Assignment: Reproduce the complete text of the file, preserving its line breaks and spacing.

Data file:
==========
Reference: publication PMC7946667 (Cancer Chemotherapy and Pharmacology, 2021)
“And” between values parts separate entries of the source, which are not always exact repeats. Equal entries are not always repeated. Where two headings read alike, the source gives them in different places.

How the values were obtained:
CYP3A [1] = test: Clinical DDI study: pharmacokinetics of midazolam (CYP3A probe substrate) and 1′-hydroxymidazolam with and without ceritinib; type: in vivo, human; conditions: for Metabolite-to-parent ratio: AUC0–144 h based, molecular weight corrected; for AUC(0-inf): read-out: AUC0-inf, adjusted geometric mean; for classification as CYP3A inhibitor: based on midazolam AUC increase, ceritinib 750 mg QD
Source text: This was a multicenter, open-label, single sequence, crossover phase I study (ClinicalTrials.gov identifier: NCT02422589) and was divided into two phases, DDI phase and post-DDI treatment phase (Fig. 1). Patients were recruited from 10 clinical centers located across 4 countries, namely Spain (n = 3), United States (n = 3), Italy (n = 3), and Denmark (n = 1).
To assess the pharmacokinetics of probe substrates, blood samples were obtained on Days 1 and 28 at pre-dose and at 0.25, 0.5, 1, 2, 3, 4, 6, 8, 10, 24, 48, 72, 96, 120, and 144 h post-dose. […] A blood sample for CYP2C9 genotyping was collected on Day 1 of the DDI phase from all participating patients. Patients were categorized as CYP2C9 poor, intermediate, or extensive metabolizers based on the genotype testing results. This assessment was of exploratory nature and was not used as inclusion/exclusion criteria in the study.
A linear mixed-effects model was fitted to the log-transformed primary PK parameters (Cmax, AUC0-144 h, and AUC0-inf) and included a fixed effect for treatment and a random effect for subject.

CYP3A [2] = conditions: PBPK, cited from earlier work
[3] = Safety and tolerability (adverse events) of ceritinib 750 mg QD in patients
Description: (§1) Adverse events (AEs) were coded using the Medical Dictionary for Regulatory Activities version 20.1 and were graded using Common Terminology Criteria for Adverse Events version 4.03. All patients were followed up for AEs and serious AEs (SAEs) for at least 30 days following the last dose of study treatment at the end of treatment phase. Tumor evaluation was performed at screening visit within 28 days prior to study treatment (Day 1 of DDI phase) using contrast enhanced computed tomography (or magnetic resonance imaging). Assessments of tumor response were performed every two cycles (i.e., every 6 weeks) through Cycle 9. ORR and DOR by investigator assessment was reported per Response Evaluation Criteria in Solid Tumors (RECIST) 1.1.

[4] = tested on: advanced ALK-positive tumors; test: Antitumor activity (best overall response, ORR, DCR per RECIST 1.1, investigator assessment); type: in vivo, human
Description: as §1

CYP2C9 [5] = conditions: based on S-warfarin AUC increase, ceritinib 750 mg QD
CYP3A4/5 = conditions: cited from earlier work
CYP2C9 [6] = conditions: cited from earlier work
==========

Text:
Reference: publication PMC7946667 (Cancer Chemotherapy and Pharmacology, 2021)
“And” between values parts separate entries of the source, which are not always exact repeats. Equal entries are not always repeated. Where two headings read alike, the source gives them in different places.

How the values were obtained:
CYP3A [1] = test: Clinical DDI study: pharmacokinetics of midazolam (CYP3A probe substrate) and 1′-hydroxymidazolam with and without ceritinib; type: in vivo, human; conditions: for Metabolite-to-parent ratio: AUC0–144 h based, molecular weight corrected; for AUC(0-inf): read-out: AUC0-inf, adjusted geometric mean; for classification as CYP3A inhibitor: based on midazolam AUC increase, ceritinib 750 mg QD
Source text: This was a multicenter, open-label, single sequence, crossover phase I study (ClinicalTrials.gov identifier: NCT02422589) and was divided into two phases, DDI phase and post-DDI treatment phase (Fig. 1). Patients were recruited from 10 clinical centers located across 4 countries, namely Spain (n = 3), United States (n = 3), Italy (n = 3), and Denmark (n = 1).
To assess the pharmacokinetics of probe substrates, blood samples were obtained on Days 1 and 28 at pre-dose and at 0.25, 0.5, 1, 2, 3, 4, 6, 8, 10, 24, 48, 72, 96, 120, and 144 h post-dose. […] A blood sample for CYP2C9 genotyping was collected on Day 1 of the DDI phase from all participating patients. Patients were categorized as CYP2C9 poor, intermediate, or extensive metabolizers based on the genotype testing results. This assessment was of exploratory nature and was not used as inclusion/exclusion criteria in the study.
A linear mixed-effects model was fitted to the log-transformed primary PK parameters (Cmax, AUC0-144 h, and AUC0-inf) and included a fixed effect for treatment and a random effect for subject.

CYP3A [2] = conditions: PBPK, cited from earlier work
[3] = Safety and tolerability (adverse events) of ceritinib 750 mg QD in patients
Description: (§1) Adverse events (AEs) were coded using the Medical Dictionary for Regulatory Activities version 20.1 and were graded using Common Terminology Criteria for Adverse Events version 4.03. All patients were followed up for AEs and serious AEs (SAEs) for at least 30 days following the last dose of study treatment at the end of treatment phase. Tumor evaluation was performed at screening visit within 28 days prior to study treatment (Day 1 of DDI phase) using contrast enhanced computed tomography (or magnetic resonance imaging). Assessments of tumor response were performed every two cycles (i.e., every 6 weeks) through Cycle 9. ORR and DOR by investigator assessment was reported per Response Evaluation Criteria in Solid Tumors (RECIST) 1.1.

[4] = tested on: advanced ALK-positive tumors; test: Antitumor activity (best overall response, ORR, DCR per RECIST 1.1, investigator assessment); type: in vivo, human
Description: as §1

CYP2C9 [5] = conditions: based on S-warfarin AUC increase, ceritinib 750 mg QD
CYP3A4/5 = conditions: cited from earlier work
CYP2C9 [6] = conditions: cited from earlier work